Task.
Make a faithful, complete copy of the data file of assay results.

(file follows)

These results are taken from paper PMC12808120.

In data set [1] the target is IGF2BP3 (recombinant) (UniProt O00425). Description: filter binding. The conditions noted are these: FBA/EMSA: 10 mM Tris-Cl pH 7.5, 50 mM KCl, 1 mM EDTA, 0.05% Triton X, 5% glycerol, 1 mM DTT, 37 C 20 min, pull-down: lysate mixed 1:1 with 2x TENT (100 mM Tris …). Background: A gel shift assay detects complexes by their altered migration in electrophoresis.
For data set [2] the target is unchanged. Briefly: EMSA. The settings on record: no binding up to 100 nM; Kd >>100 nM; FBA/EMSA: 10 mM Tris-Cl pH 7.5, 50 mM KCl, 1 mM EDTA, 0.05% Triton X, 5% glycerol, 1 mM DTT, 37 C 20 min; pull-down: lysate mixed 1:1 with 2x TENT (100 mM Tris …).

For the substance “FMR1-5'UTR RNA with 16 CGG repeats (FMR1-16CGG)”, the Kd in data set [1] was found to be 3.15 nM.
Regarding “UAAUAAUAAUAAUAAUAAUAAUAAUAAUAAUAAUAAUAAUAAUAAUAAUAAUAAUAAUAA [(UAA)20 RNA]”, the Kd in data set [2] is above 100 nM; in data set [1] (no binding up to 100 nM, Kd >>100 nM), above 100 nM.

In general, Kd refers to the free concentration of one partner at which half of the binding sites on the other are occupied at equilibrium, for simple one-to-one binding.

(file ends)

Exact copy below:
These results are taken from paper PMC12808120.

In data set [1] the target is IGF2BP3 (recombinant) (UniProt O00425). Description: filter binding. The conditions noted are these: FBA/EMSA: 10 mM Tris-Cl pH 7.5, 50 mM KCl, 1 mM EDTA, 0.05% Triton X, 5% glycerol, 1 mM DTT, 37 C 20 min, pull-down: lysate mixed 1:1 with 2x TENT (100 mM Tris …). Background: A gel shift assay detects complexes by their altered migration in electrophoresis.
For data set [2] the target is unchanged. Briefly: EMSA. The settings on record: no binding up to 100 nM; Kd >>100 nM; FBA/EMSA: 10 mM Tris-Cl pH 7.5, 50 mM KCl, 1 mM EDTA, 0.05% Triton X, 5% glycerol, 1 mM DTT, 37 C 20 min; pull-down: lysate mixed 1:1 with 2x TENT (100 mM Tris …).

For the substance “FMR1-5'UTR RNA with 16 CGG repeats (FMR1-16CGG)”, the Kd in data set [1] was found to be 3.15 nM.
Regarding “UAAUAAUAAUAAUAAUAAUAAUAAUAAUAAUAAUAAUAAUAAUAAUAAUAAUAAUAAUAA [(UAA)20 RNA]”, the Kd in data set [2] is above 100 nM; in data set [1] (no binding up to 100 nM, Kd >>100 nM), above 100 nM.

In general, Kd refers to the free concentration of one partner at which half of the binding sites on the other are occupied at equilibrium, for simple one-to-one binding.